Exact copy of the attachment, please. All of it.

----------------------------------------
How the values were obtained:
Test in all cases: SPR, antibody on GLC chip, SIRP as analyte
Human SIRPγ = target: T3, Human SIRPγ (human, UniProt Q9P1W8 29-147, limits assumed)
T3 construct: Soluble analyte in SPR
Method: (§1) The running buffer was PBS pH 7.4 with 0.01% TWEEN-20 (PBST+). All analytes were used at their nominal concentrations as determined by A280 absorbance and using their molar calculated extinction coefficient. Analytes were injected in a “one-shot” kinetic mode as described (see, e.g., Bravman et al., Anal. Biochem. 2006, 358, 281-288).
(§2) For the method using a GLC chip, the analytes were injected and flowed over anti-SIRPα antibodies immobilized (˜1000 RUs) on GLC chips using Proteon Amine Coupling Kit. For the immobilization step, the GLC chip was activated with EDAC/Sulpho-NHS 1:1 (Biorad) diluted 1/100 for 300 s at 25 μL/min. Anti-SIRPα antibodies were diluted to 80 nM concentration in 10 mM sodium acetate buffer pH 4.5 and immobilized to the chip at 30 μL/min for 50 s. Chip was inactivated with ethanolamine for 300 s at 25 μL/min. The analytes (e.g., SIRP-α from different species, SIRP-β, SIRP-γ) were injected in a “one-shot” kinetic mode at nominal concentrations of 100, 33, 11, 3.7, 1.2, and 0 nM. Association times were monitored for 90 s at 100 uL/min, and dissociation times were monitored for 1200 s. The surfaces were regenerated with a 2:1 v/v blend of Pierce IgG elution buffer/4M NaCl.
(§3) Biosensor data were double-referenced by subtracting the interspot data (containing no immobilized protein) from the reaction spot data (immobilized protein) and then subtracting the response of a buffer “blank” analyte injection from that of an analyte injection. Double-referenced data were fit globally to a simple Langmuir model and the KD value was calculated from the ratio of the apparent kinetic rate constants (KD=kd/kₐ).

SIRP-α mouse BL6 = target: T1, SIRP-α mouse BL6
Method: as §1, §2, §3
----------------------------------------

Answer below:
How the values were obtained:
Test in all cases: SPR, antibody on GLC chip, SIRP as analyte
Human SIRPγ = target: T3, Human SIRPγ (human, UniProt Q9P1W8 29-147, limits assumed)
T3 construct: Soluble analyte in SPR
Method: (§1) The running buffer was PBS pH 7.4 with 0.01% TWEEN-20 (PBST+). All analytes were used at their nominal concentrations as determined by A280 absorbance and using their molar calculated extinction coefficient. Analytes were injected in a “one-shot” kinetic mode as described (see, e.g., Bravman et al., Anal. Biochem. 2006, 358, 281-288).
(§2) For the method using a GLC chip, the analytes were injected and flowed over anti-SIRPα antibodies immobilized (˜1000 RUs) on GLC chips using Proteon Amine Coupling Kit. For the immobilization step, the GLC chip was activated with EDAC/Sulpho-NHS 1:1 (Biorad) diluted 1/100 for 300 s at 25 μL/min. Anti-SIRPα antibodies were diluted to 80 nM concentration in 10 mM sodium acetate buffer pH 4.5 and immobilized to the chip at 30 μL/min for 50 s. Chip was inactivated with ethanolamine for 300 s at 25 μL/min. The analytes (e.g., SIRP-α from different species, SIRP-β, SIRP-γ) were injected in a “one-shot” kinetic mode at nominal concentrations of 100, 33, 11, 3.7, 1.2, and 0 nM. Association times were monitored for 90 s at 100 uL/min, and dissociation times were monitored for 1200 s. The surfaces were regenerated with a 2:1 v/v blend of Pierce IgG elution buffer/4M NaCl.
(§3) Biosensor data were double-referenced by subtracting the interspot data (containing no immobilized protein) from the reaction spot data (immobilized protein) and then subtracting the response of a buffer “blank” analyte injection from that of an analyte injection. Double-referenced data were fit globally to a simple Langmuir model and the KD value was calculated from the ratio of the apparent kinetic rate constants (KD=kd/kₐ).

SIRP-α mouse BL6 = target: T1, SIRP-α mouse BL6
Method: as §1, §2, §3